The holidays aren't always a day of celebration for everyone.
Many stress over financial issues and wondering how they will live day-to-day, let alone add the extras of an elaborate meal, gifts, travel.....
And, let's face it, many have forgotten what the holidays are all about in the first place. You would think the holiday scheduled for this week - Thanksgiving - would be easy peasy. I mean the very name tells you what it is, or should be about.
Pilgrims celebrated the very first Thanksgiving in October of 1621. Only it wasn't just a day, it was a celebration over three days which included not only the estimated 53 pilgrims, but also their new found friends - about 90 Native American people from a Wampanoag tribe.
Pilgrims had much to be "thankful" for. These 53 were the survivors of the voyage that brought them their on a ship dubbed the Mayflower. They were learning to survive in a brand new world and had made new "friends" who helped them to survive.
An interesting tidbit about the feast, is that historians believe there were only five women in attendance. So, I guess that tells you either the women had a huge chore on their hands cooking for so many; or, the men pitched in. Another interesting tidbit - turkey was not on the menu that first celebratory meal. They say the meal consisted of deer, shellfish, and corn. as part of the festivities, historians say they sang, danced and played games as well.
Turkey is a popular choice for the holiday today, with some staticians believing there is around 704 million pounds of the delicacy served up each year. I know one of my daughter's wouldn't be impressed with that number - she hates turkey.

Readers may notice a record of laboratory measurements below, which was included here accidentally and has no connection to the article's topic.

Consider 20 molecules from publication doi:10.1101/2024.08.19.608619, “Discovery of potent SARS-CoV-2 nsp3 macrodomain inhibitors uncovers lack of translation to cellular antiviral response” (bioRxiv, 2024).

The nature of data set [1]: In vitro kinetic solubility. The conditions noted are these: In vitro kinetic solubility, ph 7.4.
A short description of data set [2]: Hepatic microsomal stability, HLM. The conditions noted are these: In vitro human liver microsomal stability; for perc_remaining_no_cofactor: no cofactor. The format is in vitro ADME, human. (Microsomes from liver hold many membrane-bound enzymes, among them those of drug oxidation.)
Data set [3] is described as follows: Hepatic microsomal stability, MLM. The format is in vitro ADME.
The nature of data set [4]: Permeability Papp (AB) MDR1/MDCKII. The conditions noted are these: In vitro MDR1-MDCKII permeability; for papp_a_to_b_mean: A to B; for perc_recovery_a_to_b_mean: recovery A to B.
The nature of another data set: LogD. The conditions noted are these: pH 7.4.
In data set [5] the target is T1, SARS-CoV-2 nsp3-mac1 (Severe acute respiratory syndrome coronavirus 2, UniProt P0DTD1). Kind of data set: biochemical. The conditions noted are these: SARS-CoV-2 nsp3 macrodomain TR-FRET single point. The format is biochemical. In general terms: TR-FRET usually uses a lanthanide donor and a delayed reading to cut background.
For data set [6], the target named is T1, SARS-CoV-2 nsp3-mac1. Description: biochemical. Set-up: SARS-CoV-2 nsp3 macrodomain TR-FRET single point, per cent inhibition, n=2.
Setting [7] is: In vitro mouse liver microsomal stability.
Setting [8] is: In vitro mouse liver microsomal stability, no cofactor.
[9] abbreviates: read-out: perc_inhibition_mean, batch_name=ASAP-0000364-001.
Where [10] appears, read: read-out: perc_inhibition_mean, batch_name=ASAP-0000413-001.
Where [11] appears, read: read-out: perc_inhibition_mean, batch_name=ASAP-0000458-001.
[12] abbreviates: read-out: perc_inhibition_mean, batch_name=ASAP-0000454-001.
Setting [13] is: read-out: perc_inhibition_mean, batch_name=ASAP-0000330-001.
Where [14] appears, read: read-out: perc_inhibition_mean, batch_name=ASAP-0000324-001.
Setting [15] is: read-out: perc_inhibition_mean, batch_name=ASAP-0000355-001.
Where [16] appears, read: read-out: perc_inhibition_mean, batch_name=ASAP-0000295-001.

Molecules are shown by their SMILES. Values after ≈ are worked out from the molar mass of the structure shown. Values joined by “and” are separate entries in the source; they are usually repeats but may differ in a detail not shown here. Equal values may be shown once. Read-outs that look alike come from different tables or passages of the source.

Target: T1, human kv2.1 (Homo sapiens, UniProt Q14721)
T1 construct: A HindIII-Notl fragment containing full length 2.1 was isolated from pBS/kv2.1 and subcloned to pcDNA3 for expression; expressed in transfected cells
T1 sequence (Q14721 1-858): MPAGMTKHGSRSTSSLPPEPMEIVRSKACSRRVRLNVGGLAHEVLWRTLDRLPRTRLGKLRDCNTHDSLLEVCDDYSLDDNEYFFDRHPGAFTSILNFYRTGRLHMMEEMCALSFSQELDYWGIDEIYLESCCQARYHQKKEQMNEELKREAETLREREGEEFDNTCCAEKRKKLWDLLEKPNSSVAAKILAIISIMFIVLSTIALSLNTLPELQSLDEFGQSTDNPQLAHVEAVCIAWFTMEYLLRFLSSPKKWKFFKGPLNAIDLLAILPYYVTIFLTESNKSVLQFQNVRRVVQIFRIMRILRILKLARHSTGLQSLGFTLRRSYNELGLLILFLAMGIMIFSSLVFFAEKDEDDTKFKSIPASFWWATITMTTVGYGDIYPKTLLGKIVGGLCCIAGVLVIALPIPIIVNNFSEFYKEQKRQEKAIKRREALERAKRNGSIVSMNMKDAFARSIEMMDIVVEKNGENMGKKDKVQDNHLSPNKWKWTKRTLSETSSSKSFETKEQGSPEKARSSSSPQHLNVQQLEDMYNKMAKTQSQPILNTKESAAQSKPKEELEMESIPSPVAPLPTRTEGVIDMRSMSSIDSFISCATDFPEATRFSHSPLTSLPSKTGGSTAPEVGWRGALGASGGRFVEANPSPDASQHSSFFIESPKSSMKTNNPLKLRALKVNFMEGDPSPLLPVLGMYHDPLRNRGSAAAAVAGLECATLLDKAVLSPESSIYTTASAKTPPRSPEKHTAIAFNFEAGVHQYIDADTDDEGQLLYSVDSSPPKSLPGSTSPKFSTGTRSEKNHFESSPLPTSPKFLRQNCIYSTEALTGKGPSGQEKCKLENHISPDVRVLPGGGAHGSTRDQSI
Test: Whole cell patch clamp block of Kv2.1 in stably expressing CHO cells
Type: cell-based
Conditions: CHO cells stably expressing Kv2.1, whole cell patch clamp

And, according to those statistical experts, supposedly the day after Thanksgiving is the busiest day of the year for plumbers - go figure. I know it is a big shopping day with Black Friday specials galore and shoppers busily trying to grab those specials to complete their Christmas shopping lists. Guess what? According to these information highway experts, the Butterball hotline answers around 100,000 turkey-related questions every year. And lets not forget that Calvin Coolidge was once given a live raccoon as a gift one Thanksgiving.
Thanksgiving isn't a "holiday" to everyone. United American Indians of New England say it is a dark day at best and serves as a reminder of the "genocide of millions of Native people, the theft of Native lands, and the relentless assault on Native culture." History tells us that European settlers killed "56 million indigenous people over about 100 years in South, Central and North America, causing large swaths of farmland to be abandoned and reforested."
But with the shopping and "dark memories" all aside, what does Thanksgiving really mean? Or maybe it's better to ask, "what should it mean."
My fondest memories of the holiday are the rattling of pans around 5 a.m., as my mother and father began the work of preparing the holiday meal. We always had turkey, ham, and of course mom's famous stuffing, hot rolls and cinnamon rolls. I remember my father carving the large bird we would all soon consume with such great care. And of course, the sampling while the carving was taking place.
I remember my family all being gathered together in one place. The noise. the chaos. The fun. But most of all, the love.
My dad would always say grace and it was always thanking God we had all been able to gather together and asking that we all have safe travels going back to our homes.
Each year, our numbers grew. And then one year, my dad was gone and Thanksgiving hasn't been the same since.
So this Thanksgiving, my prayer and hope for all of you is that you remember to give thanks. Remember to make memories. Remember to love. Be together. Because tomorrow, everything can change.
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